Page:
Issue 6. 06/22/2023
The Center for Analytical Finance (CAFIN), The Center for Coastal Climate Resilience (CCCR) at UC Santa Cruz (UCSC), U.C. Investments, Centre for Economic Policy (CEP), and Santa Clara University’s Leavey School of Business jointly hosted the “Catalyzing Private Financial Markets for Climate Solutions” workshop on June 9th, 2023 at Santa Clara University’s campus. Bringing together thought leaders from industry and academia, this conference was focused on finding ways to leverage financial markets in addressing climate change. University of California Chief Investment Officer Jagdeep Baccher kicked off the discussion with remarks on financial costs of decarbonizing investment portfolios and the need for institutional commitments.
What’s Needed to Attract Private Finance of Climate Solutions?
A number of speakers highlighted the importance of proper measurement and accounting of emissions as well as emission offsets. The first keynote speaker, Robert Litterman, offered a solution that would allow governments to issue carbon-reduction indexed bonds, using Gro Intelligence/Kepos Capital Carbon Barometer, which measures countries’ greenhouse gas (GHG) emission reduction policies. Alicia Seiger discussed problems with current scope-based accounting for GHG emissions. She proposed “Emissions Liability Management (ELM)” system, based on cost accounting approach and matches the duration of emission liabilities with that of emission assets (GHG capture). Other speakers discussed current approaches to emission and climate risk management, their pitfalls, and the need for government oversight in emission reporting, carbon credit markets, and the need for a registry or certification of climate-positive projects. Patrick Brown, who discussed the climate and environmental effects of animal agriculture, emphasized that proper market for carbon credits would facilitate farm transition to more sustainable approaches, which is, in some cases, rewilding of pastures and croplands.
Turning to financializing investment in climate solutions, the speakers discussed specifics of climate solution markets including long horizon of financial benefits, large number of stakeholders, benefits taking the form of avoided losses, and the scale of the projects. Christopher McHugh shared his findings that banks generally do not fund large new technologies, since these may contain large regulatory risks. He presented a case study looking at food loss and waste and how financial engineering can transform the market for food loss and waste. Other applications that were discussed included funding community solar installations, unlocking geothermal energy as an untapped energy resource in the American West, transitioning institutional food offerings to more sustainable plant-forward options, and growing difficulties in the insurance industry associated with rising physical climate risks.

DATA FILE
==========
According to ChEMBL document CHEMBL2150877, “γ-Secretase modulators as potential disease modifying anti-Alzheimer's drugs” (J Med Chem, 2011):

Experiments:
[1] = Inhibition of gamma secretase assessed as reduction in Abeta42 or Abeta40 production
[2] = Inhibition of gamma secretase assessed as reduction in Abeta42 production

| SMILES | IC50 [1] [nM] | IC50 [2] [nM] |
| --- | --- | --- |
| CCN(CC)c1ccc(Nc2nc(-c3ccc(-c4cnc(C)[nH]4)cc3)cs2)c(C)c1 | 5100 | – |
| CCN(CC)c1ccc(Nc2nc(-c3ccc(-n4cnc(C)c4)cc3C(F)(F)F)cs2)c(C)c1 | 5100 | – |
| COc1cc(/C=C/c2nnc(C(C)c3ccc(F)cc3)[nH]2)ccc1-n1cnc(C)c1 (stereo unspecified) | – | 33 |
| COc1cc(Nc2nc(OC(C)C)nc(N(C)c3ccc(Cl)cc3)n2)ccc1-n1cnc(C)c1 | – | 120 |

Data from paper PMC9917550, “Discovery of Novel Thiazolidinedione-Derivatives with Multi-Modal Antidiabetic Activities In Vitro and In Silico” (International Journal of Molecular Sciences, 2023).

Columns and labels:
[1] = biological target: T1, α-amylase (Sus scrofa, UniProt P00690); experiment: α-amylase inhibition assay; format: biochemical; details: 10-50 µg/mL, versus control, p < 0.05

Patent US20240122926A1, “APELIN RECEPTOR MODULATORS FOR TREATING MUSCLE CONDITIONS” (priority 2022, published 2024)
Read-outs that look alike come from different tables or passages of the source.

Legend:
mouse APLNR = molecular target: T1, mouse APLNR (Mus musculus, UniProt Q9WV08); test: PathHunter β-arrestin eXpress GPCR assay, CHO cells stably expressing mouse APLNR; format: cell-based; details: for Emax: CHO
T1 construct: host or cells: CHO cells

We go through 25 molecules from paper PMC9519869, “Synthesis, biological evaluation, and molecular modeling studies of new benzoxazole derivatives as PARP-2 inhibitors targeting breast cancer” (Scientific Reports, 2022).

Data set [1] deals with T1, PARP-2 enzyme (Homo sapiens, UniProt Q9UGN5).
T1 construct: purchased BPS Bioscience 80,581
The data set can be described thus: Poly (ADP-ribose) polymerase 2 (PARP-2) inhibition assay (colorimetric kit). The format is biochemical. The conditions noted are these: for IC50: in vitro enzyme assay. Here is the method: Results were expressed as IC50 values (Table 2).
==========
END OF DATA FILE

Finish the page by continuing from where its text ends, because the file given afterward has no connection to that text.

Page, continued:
One of the conference goals was to formulate a set of messages to financial regulators. Most speakers contributed to the discussion. Robert Litterman proposed that governments commit to a path of climate policies to reduce uncertainty in financial markets and to reduce political burdens associated with immediate actions. As most countries are now on a path of disorderly climate transition, such commitment will reduce economic costs and potential for financial instability. Other speakers pointed to regulatory delays in project approval and suggested that the government fast track approval of projects and companies that contribute to the UN’s Sustainable Development Goals. As discussion returned to a dire need for functioning GHG offset markets, Jennifer Kuan and Stephen Diamond proposed a NYSE-like market for GHG offsets as a solution to address the issues related to information acquisition, standardization, and vetting.
In an effort to minimize the climate footprint of the conference, the meeting was paper-free and catered entirely with plant-based provisions from local establishments. A number of participants used public transportation, carpool, or electric vehicles to attend the conference.
Prepared by Harrison Shieh and Galina Hale
Catalyzing Private Financial Markets for Climate Solutions
Friday, June 9, 2023 Santa Clara, CA
8:30 Registration, coffee pastries
8:50 Conference introduction: Pierre Monnin
10:00-10:30 Coffee break
10:30-12:00 Brainstorm 1: Accounting and measurement of climate liability. Moderator: Helen Popper
1:45-2:15 Brainstorm 2: Financializing investment in climate solutions.
Moderator: Galina Hale
2:15-2:30 Coffee break
2:30-4:00 Brainstorm 3: Overcoming barriers to private climate ﬁnance and the role of the government
Moderator: Matt Spence
4:00-4:30 Coffee break
4:30-5:00 Taking stock and formulating policy recommendations and other solutions. Moderated by Helen Popper, Matt Spence, Galina Hale
5:00-6:00 Making new partnerships: reception and networking
Each brainstorming session begins with 15-minute presentations by speakers followed by a discussion of practical solutions